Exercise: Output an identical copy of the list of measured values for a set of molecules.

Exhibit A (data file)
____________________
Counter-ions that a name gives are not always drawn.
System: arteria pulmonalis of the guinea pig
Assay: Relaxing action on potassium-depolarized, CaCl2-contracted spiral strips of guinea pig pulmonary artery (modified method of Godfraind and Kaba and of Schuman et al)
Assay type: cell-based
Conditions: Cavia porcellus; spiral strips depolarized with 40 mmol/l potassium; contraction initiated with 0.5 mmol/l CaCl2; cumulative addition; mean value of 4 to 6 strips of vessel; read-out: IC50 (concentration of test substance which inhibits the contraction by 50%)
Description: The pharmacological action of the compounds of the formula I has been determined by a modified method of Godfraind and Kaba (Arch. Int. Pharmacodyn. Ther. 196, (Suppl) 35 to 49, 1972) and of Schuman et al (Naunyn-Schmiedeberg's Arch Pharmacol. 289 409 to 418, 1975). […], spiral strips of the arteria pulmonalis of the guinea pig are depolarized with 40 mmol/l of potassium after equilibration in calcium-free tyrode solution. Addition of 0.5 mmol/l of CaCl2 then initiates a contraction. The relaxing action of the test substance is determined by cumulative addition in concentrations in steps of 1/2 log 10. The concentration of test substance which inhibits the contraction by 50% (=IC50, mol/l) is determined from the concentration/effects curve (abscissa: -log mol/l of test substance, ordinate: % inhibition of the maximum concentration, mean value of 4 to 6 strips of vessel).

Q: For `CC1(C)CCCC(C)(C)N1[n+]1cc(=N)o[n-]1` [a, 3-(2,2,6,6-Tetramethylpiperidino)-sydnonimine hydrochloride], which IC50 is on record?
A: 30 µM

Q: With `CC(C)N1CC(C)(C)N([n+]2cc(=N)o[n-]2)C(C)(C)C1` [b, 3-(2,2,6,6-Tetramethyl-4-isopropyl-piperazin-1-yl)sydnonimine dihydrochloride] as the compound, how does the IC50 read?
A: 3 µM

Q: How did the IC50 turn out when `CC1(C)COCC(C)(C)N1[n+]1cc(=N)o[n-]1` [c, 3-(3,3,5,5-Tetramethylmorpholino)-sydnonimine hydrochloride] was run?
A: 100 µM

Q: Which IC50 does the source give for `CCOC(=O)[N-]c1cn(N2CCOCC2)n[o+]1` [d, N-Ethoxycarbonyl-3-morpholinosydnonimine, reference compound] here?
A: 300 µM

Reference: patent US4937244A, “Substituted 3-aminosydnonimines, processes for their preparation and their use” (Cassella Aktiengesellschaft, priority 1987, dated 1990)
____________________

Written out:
Counter-ions that a name gives are not always drawn.
System: arteria pulmonalis of the guinea pig
Assay: Relaxing action on potassium-depolarized, CaCl2-contracted spiral strips of guinea pig pulmonary artery (modified method of Godfraind and Kaba and of Schuman et al)
Assay type: cell-based
Conditions: Cavia porcellus; spiral strips depolarized with 40 mmol/l potassium; contraction initiated with 0.5 mmol/l CaCl2; cumulative addition; mean value of 4 to 6 strips of vessel; read-out: IC50 (concentration of test substance which inhibits the contraction by 50%)
Description: The pharmacological action of the compounds of the formula I has been determined by a modified method of Godfraind and Kaba (Arch. Int. Pharmacodyn. Ther. 196, (Suppl) 35 to 49, 1972) and of Schuman et al (Naunyn-Schmiedeberg's Arch Pharmacol. 289 409 to 418, 1975). […], spiral strips of the arteria pulmonalis of the guinea pig are depolarized with 40 mmol/l of potassium after equilibration in calcium-free tyrode solution. Addition of 0.5 mmol/l of CaCl2 then initiates a contraction. The relaxing action of the test substance is determined by cumulative addition in concentrations in steps of 1/2 log 10. The concentration of test substance which inhibits the contraction by 50% (=IC50, mol/l) is determined from the concentration/effects curve (abscissa: -log mol/l of test substance, ordinate: % inhibition of the maximum concentration, mean value of 4 to 6 strips of vessel).

Q: For `CC1(C)CCCC(C)(C)N1[n+]1cc(=N)o[n-]1` [a, 3-(2,2,6,6-Tetramethylpiperidino)-sydnonimine hydrochloride], which IC50 is on record?
A: 30 µM

Q: With `CC(C)N1CC(C)(C)N([n+]2cc(=N)o[n-]2)C(C)(C)C1` [b, 3-(2,2,6,6-Tetramethyl-4-isopropyl-piperazin-1-yl)sydnonimine dihydrochloride] as the compound, how does the IC50 read?
A: 3 µM

Q: How did the IC50 turn out when `CC1(C)COCC(C)(C)N1[n+]1cc(=N)o[n-]1` [c, 3-(3,3,5,5-Tetramethylmorpholino)-sydnonimine hydrochloride] was run?
A: 100 µM

Q: Which IC50 does the source give for `CCOC(=O)[N-]c1cn(N2CCOCC2)n[o+]1` [d, N-Ethoxycarbonyl-3-morpholinosydnonimine, reference compound] here?
A: 300 µM

Reference: patent US4937244A, “Substituted 3-aminosydnonimines, processes for their preparation and their use” (Cassella Aktiengesellschaft, priority 1987, dated 1990)